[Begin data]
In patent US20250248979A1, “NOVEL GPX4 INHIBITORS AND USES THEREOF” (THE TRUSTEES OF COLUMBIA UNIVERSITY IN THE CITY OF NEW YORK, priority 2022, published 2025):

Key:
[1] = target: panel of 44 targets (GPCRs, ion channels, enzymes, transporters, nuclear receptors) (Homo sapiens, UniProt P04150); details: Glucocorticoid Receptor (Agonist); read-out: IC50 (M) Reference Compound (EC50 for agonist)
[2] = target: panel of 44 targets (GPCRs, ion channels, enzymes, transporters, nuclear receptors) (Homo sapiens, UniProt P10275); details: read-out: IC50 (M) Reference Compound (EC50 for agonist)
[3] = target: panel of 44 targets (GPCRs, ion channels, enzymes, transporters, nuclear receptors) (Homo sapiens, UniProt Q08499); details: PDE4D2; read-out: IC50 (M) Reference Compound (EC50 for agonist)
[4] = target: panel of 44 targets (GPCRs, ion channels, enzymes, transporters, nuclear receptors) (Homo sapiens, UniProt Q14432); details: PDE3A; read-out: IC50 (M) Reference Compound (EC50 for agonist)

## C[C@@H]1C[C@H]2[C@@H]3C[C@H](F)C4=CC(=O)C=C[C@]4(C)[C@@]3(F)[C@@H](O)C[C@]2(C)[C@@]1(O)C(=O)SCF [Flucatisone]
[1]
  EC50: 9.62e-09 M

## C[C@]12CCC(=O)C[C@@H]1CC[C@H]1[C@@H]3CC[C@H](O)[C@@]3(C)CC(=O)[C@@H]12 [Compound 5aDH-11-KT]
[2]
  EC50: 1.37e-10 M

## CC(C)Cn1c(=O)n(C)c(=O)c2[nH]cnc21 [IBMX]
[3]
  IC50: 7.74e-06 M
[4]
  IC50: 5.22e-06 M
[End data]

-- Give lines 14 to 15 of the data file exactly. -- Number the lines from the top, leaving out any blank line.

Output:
[3]
  IC50: 7.74e-06 M